When you show up for an immersive performance of The Rocky Horror Show
— Phamaly Theatre
’s summer production — you’ll have the opportunity to roar like a velociraptor, do the time warp, and gleefully shout “Asshole!” at the stage. And if you spring for the $5 bag of props, you’ll also be able to throw playing cards, wear a party hat and hold a newspaper over your head as directed.
It's an experience that resembles the typical audience participation you'd find at a showing of the 1975 cult classic The Rocky Horror Picture Show
, and the production doesn’t shy away from the raunchiness of the original, either. However, Phamaly also offers a non-interactive performances for those who prefer a more traditional experience. As always, Denver’s disability-affirmative theater company is all about making the show accessible for everyone.
“This is not a watered-down version of Rocky Horror
,” says Phamaly Artistic Director Ben Raanan. “This is not the disabled version of Rocky Horror
, where we're going to do Rocky
lite. [We] have things that you've never seen before in the show.”
One of Raanan’s top priorities for the production was bringing in Caitlin Lowans, artistic director at Theatreworks Colorado Springs
, to direct.
“The show, at its core, is about acceptance, right?” says Raanan. “The show is about accepting a group of ‘weirdos’ who are of all races, creeds, disabilities in our production — gender orientation, sexual orientation, everything. For me, Caitlin is someone who embodies that welcoming spirit that is present in Rocky Horror
. Caitlin…is a master of calling in rather than calling out. And also, Caitlin’s the coolest person ever, and Rocky Horror
2022 needs to be a party.”
Not every show Phamaly puts on has that same party feel, but building community is at the core of the theater's mission both on and off the stage.
Phamaly has historically collaborated with other theaters across the metro area, and this year has been no exception, with performances in Arvada, Lone Tree and, for the first time, Northglenn. Raanan’s especially excited about the theater's partnership with Su Teatro, which is hosting The Rocky Horror Show
“You walk into Su Teatro and it feels like an old movie theater. It feels like something that has been grown by the community,” says Raanan. “People want to constantly be putting us in a box of, like, ‘Oh, this is the disability theater,’ and ‘That’s the LatinX theater,’ when in reality it’s like, yeah, we focus on disability, but the same things we’re focusing on, which is inclusion, telling our stories honestly, accessibility, growing theater for different people — [those are] the same things they’re doing.”
It’s been a landmark year for the actors, as well, some of whom are new to Phamaly — and even to the stage. The cast of the theater’s spring musical, The Spitfire Grill
, even got to travel to New York City to perform their show at the Queens Theatre as part of the Forward Festival of the Arts
“Even five, six years ago, the idea of actors with all sorts of disabilities being welcomed into these usually inaccessible spaces is just kind of profound,” says Raanan.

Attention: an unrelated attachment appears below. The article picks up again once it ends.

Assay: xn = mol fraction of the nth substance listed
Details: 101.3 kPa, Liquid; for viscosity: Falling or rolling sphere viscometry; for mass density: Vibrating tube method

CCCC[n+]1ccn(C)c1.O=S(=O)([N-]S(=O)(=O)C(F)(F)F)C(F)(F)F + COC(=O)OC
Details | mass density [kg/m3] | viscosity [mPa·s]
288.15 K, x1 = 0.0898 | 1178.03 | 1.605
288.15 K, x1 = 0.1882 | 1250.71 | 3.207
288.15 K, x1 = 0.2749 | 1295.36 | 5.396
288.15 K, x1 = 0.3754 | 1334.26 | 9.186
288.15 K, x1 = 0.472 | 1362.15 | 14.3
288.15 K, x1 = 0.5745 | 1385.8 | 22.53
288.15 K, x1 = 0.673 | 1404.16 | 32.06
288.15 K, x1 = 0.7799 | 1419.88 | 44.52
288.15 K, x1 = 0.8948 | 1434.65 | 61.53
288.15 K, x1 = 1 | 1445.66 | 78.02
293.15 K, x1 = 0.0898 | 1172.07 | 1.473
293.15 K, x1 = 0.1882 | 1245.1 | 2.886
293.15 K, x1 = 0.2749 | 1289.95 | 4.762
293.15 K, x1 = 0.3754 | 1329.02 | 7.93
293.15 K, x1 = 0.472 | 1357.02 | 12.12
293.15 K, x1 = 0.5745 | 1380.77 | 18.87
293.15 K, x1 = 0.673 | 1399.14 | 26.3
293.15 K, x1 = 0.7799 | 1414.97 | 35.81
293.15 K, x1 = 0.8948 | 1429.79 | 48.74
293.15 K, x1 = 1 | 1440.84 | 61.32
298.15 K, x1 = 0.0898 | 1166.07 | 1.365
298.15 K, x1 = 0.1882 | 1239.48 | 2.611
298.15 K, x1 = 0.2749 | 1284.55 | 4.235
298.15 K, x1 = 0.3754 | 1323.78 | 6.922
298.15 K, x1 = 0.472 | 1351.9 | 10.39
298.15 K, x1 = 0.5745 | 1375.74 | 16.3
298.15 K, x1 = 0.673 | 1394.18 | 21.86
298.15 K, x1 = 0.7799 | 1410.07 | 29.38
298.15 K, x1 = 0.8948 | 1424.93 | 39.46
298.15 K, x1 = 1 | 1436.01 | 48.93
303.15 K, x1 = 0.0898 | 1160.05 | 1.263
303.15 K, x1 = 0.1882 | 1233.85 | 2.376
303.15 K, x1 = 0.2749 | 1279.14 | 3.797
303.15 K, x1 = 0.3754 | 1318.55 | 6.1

The icing on the cake for the cast’s New York trip happened when they visited the Drama Book Shop on their last day in the city. The manager recognized them from the show, gushed over their performances and even asked for their autographs.
“It just was important for those actors to know that their art isn't considered secondary, it's not considered any lesser than — it's just as valuable,” says Raanan.
And for Raanan himself, who moved here from Chicago for this job just over a year ago, it’s been a dream come true. “There’s no other position like this in the United States,” he says. “It’s been a humbling experience learning from an organization that’s been doing this for so long.”
Phamaly Theatre was founded in 1989, making it the longest-running disability theater company in the United States. Last month, the five founders received a Lifetime Achievement Award
at the Colorado Theatre Guild
’s annual Henry Awards
Phamaly’s fall production and season closer, Vox Vergere
, opens October 13, and is a compilation of eight short plays about intersectionality and love written by eight disabled artists and playwrights, including Ryan Haddad, A.A. Brenner and locals Sheila Traister and Twanna LaTrice Hill.
“We've tasked them each to write a five- to fifteen-minute show or play about intersectionality and love,” says Raanan, “and how they experience love every single day with all of their various identities. We're looking to create a throughline through it, so it feels like one play cannot exist without the next one.”
Raanan isn’t giving any spoilers about the 2023 season, which will be announced in late fall, but hints it will also be centered around community. “It is a season built around optimism and love and change,” he says. “It is a season built around showcasing who our actors are at their core, not so much who they are just with their disabilities.”
The Rocky Horror Show, Su Teatro Cultural and Performing Arts Center, 721 Santa Fe Drive, 7:30 p.m. Wednesday through Saturday, 2 p.m. Sunday, through September 4. Tickets are $40.